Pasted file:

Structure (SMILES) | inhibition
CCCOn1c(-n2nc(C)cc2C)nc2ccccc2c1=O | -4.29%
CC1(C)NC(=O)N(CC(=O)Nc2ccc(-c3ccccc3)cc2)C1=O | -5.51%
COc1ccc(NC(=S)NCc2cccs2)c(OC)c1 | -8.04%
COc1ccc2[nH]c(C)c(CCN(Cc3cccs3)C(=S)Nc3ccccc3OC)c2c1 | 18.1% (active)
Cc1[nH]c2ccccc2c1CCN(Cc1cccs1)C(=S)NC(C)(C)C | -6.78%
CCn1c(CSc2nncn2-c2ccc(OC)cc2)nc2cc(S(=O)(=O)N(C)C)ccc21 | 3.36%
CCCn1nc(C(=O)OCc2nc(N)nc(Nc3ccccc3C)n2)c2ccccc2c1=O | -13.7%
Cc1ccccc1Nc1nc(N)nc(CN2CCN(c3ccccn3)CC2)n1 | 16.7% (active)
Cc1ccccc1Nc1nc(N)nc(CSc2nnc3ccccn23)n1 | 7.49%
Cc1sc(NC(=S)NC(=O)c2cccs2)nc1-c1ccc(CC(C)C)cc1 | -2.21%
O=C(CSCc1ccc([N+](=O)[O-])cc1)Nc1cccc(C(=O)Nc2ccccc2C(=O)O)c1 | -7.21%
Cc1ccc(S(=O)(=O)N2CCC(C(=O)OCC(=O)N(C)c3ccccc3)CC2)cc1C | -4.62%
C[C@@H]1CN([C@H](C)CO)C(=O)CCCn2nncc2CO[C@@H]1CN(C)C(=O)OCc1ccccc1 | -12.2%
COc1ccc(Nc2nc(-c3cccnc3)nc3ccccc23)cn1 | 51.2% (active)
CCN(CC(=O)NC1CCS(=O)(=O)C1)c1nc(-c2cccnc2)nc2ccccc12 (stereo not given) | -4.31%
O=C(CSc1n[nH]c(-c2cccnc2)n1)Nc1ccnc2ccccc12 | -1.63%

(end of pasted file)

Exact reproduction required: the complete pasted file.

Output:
Structure (SMILES) | inhibition
CCCOn1c(-n2nc(C)cc2C)nc2ccccc2c1=O | -4.29%
CC1(C)NC(=O)N(CC(=O)Nc2ccc(-c3ccccc3)cc2)C1=O | -5.51%
COc1ccc(NC(=S)NCc2cccs2)c(OC)c1 | -8.04%
COc1ccc2[nH]c(C)c(CCN(Cc3cccs3)C(=S)Nc3ccccc3OC)c2c1 | 18.1% (active)
Cc1[nH]c2ccccc2c1CCN(Cc1cccs1)C(=S)NC(C)(C)C | -6.78%
CCn1c(CSc2nncn2-c2ccc(OC)cc2)nc2cc(S(=O)(=O)N(C)C)ccc21 | 3.36%
CCCn1nc(C(=O)OCc2nc(N)nc(Nc3ccccc3C)n2)c2ccccc2c1=O | -13.7%
Cc1ccccc1Nc1nc(N)nc(CN2CCN(c3ccccn3)CC2)n1 | 16.7% (active)
Cc1ccccc1Nc1nc(N)nc(CSc2nnc3ccccn23)n1 | 7.49%
Cc1sc(NC(=S)NC(=O)c2cccs2)nc1-c1ccc(CC(C)C)cc1 | -2.21%
O=C(CSCc1ccc([N+](=O)[O-])cc1)Nc1cccc(C(=O)Nc2ccccc2C(=O)O)c1 | -7.21%
Cc1ccc(S(=O)(=O)N2CCC(C(=O)OCC(=O)N(C)c3ccccc3)CC2)cc1C | -4.62%
C[C@@H]1CN([C@H](C)CO)C(=O)CCCn2nncc2CO[C@@H]1CN(C)C(=O)OCc1ccccc1 | -12.2%
COc1ccc(Nc2nc(-c3cccnc3)nc3ccccc23)cn1 | 51.2% (active)
CCN(CC(=O)NC1CCS(=O)(=O)C1)c1nc(-c2cccnc2)nc2ccccc12 (stereo not given) | -4.31%
O=C(CSc1n[nH]c(-c2cccnc2)n1)Nc1ccnc2ccccc12 | -1.63%